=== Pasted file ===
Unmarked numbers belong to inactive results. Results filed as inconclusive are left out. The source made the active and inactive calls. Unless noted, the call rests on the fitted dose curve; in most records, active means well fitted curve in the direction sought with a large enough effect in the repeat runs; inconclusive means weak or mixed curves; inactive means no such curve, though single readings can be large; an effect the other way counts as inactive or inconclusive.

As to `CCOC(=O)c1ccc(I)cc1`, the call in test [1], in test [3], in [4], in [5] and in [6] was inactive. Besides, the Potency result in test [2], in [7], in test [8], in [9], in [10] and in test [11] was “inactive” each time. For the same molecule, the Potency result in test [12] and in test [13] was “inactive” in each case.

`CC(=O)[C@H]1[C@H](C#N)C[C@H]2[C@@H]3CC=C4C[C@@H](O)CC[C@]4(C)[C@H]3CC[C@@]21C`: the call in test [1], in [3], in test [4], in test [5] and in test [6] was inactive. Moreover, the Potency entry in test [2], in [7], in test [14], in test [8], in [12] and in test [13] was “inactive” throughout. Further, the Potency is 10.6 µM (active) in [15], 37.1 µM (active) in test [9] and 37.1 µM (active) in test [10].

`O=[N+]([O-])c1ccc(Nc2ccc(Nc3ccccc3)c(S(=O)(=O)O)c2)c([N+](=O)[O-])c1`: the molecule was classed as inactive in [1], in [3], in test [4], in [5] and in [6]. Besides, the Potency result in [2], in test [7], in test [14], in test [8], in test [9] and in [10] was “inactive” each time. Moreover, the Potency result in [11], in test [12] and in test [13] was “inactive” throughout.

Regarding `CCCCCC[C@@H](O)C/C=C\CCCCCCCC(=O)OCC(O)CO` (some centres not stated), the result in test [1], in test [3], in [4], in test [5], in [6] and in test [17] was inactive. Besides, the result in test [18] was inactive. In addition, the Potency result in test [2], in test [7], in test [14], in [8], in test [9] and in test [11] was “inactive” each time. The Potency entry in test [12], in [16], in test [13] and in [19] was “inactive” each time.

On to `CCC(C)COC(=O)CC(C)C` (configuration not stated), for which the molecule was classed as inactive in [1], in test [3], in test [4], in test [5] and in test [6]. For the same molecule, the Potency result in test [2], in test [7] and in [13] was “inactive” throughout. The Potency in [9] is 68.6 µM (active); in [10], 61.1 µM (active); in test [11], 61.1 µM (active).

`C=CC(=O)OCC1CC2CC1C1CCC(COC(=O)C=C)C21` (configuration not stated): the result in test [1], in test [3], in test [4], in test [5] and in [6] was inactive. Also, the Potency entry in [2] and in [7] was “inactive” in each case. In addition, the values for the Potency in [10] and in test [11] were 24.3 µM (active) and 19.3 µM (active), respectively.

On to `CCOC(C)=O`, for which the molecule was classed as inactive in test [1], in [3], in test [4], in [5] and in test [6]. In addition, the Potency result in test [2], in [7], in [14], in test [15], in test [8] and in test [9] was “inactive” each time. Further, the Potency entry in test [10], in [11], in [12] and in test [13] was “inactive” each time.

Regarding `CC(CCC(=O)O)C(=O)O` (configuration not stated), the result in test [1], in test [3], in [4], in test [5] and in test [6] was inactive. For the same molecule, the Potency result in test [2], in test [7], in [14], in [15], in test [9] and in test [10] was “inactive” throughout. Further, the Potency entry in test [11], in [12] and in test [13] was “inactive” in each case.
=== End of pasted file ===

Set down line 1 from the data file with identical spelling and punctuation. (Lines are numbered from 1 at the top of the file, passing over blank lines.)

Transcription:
Unmarked numbers belong to inactive results. Results filed as inconclusive are left out. The source made the active and inactive calls. Unless noted, the call rests on the fitted dose curve; in most records, active means well fitted curve in the direction sought with a large enough effect in the repeat runs; inconclusive means weak or mixed curves; inactive means no such curve, though single readings can be large; an effect the other way counts as inactive or inconclusive.